Interview with Foreign Minister Sigmar Gabriel in “Bild am Sonntag” (5 November 2017). Topics: the United States, Russia, North Korea, disarmament and arms control, as well as Europe
Mr Gabriel, how does it feel to be here in Goslar, and not in Washington?
It feels good. I’ve always enjoyed coming home. The Pope in Rome has a large world map on display, and at its centre is the most important city in the world – Jerusalem. Right to the left of that, the map features Goslar. Neither Washington nor Berlin are marked. I’ll admit, the map is 1000 years old. But, here in Goslar, we’re as proud of our Imperial City as if it were yesterday.
How would you describe the situation in the world today?
Our liberal, Western order is in grave danger. The United States, who in the past were the guarantor of this liberal order, is giving up this role. This means that freedom, democracy and human rights are even more threatened than they were before.
Next week marks one year since Donald Trump was elected United States President. Was the past year with Trump as president worse or better than expected?
The shocking thing about Trump is that he wants to replace the strength of the law with the law of the strong. In his mind, the world is not a place in which you try to coexist peacefully and safely. To him, the world is an arena where people fight things out, where only the strong will prevail. That is the opposite of the liberal world order, which the US and the West worked hard to uphold for the past 70 years.
Is world peace under threat?
Yes, of course. A new phase of global rearmament seems to be imminent. This is because, today, all sides distrust one another. In Europe, and also in Germany, we are on the verge of losing everything that was achieved through the successful arms control and disarmament efforts of the 1980s and 90s. It is unfortunately more than likely that new nuclear intermediate‑range ballistic missiles will be stationed in the heart Europe. It is up to us Germans to finally lead a new initiative on disarmament. Germany must be a force for peace, and not simply pursue the armament plans Trump has made – which unfortunately is what Angela Merkel intends to do. I’ll be interested to see what the Greens and the FDP have to say about these plans.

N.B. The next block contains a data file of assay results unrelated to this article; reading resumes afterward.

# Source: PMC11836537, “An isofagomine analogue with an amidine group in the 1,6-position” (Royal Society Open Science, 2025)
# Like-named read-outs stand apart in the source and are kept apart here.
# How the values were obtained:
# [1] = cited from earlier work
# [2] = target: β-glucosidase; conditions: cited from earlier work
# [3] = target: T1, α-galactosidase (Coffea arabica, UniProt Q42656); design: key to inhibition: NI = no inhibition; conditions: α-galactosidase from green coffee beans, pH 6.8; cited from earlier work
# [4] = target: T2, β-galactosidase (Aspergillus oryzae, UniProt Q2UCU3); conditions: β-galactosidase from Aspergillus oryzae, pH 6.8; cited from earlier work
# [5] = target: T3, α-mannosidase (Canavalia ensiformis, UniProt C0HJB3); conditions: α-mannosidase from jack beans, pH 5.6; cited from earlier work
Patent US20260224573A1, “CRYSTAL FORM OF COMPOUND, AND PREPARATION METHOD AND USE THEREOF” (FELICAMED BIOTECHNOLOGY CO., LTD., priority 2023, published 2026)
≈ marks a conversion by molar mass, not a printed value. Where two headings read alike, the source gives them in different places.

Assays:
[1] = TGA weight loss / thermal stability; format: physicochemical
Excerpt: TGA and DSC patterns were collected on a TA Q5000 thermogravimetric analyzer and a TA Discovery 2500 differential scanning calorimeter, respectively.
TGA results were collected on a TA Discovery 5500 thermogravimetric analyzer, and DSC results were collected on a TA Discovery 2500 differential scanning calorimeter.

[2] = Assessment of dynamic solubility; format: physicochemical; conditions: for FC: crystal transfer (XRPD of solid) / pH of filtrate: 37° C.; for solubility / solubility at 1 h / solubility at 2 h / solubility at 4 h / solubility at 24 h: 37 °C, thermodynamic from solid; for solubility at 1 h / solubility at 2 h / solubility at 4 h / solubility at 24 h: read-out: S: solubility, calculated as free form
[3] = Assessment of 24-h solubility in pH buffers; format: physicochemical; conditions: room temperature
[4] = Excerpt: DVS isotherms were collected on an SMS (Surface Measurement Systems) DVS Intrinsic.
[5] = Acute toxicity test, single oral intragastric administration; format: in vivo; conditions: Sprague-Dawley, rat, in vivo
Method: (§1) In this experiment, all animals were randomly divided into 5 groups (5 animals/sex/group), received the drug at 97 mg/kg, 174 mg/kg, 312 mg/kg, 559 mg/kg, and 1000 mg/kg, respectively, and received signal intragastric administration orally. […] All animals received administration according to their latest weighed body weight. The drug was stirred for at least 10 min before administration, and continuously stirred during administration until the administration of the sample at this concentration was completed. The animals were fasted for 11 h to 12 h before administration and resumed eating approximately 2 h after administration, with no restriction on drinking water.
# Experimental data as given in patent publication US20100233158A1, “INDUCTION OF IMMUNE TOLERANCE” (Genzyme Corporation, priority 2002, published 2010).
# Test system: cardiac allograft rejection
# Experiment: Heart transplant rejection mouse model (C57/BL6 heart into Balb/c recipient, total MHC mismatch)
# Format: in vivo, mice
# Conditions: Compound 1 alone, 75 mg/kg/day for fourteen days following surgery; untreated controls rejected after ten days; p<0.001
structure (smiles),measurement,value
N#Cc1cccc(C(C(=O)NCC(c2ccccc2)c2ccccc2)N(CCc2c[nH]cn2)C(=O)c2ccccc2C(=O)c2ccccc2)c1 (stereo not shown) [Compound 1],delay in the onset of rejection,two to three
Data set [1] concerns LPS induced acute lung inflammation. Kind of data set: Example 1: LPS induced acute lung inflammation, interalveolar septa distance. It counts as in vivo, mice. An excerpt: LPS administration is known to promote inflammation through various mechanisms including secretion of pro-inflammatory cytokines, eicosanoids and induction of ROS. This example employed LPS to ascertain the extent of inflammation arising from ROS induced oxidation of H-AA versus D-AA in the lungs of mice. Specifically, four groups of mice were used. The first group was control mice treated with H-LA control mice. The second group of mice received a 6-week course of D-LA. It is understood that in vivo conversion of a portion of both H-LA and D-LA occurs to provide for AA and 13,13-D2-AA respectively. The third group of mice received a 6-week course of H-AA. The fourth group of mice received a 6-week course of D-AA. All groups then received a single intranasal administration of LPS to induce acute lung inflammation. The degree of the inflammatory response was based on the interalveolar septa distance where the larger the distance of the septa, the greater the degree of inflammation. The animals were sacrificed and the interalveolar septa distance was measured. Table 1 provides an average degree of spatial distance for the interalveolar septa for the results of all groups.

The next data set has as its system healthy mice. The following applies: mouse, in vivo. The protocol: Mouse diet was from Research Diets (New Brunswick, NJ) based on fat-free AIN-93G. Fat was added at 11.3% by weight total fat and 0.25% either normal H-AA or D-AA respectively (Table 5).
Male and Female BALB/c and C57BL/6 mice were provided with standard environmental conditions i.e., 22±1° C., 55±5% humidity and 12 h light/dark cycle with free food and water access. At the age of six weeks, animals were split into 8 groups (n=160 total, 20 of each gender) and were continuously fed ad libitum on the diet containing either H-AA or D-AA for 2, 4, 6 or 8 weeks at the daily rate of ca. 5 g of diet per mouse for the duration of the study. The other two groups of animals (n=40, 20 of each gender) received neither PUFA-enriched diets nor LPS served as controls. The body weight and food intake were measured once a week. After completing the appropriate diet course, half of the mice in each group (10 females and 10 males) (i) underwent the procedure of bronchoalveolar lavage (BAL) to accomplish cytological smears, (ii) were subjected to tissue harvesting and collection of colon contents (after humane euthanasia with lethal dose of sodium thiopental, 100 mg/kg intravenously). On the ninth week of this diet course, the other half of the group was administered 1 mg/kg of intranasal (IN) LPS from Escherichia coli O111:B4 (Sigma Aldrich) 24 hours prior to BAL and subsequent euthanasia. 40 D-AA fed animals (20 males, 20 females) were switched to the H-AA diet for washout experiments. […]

What worries you the most?
The completely ruined relationship between the United States and Russia is the greatest threat to world peace. If North Korea manages to acquire nuclear weapons, many others will follow suit. Only a concerted effort by the United States and Russia can prevent the proliferation of nuclear weapons. If the relationship between Washington and Moscow does not improve, our children will grow up in a dangerous, disorderly world replete with nuclear weapons. What is more, Trump is increasing military spending and cutting funding for development cooperation. He’s thereby producing millions of new refugees.
Do you think Trump is mentally fit?
That is an absurd question. The United States president is a focused and calculating politician. He sensed that most Americans felt they’d been left behind, and that they no longer believed what politicians told them. He then put himself at the forefront of the anti‑establishment movement. These people continue to staunchly support him. I wouldn’t bet that Trump will not remain president for eight years.
Why did so many Americans vote for him?
His Secretary of State once told me that last year’s election was a can-you-hear-me-now election. In Germany, we just had our own can-you-hear-me-now election.
There’s another similarity. With President Trump, America is governed by an unabashed sexist. In Germany, the Alternative for Germany party (AfD) believes that a debate on sexism is entirely unnecessary.
There’s clearly a need for a debate on sexism. For years now, this topic has been coming up again and again, for compelling reasons. Most of the time, small and large instances of harassment do not happen in public. What many women face at work or during their free time is the daily reality of sexism. When women resist, the mainly male response of those who’ve seen or heard such things happen is to say, “come on, get over it” or “don’t make such a fuss”. In addition to full investigation of the cases that are now in the public spotlight, what we need is to put an end to tolerance of everyday sexism.
Soon, your successor who assumes office as part of the three‑way “Jamaica” coalition will have to tackle the global issues. What advice do you have for him or her?
I am worried about a great lack of inspiration when it comes to Europe. Angela Merkel has no ideas for moving Europe forward. On the contrary, she’s failing to take up the proposals of French President Macron for closer cooperation. The FDP’s policies are fully focused on the national economy, similar to what the AfD called for in its early days. If the Federal Ministry of Finance portfolio were to go to the FDP, this would deepen the division of Europe. And the Greens are too weak to stop this from happening.
Interview conducted by Angelika Hellemann and Roman Eichinger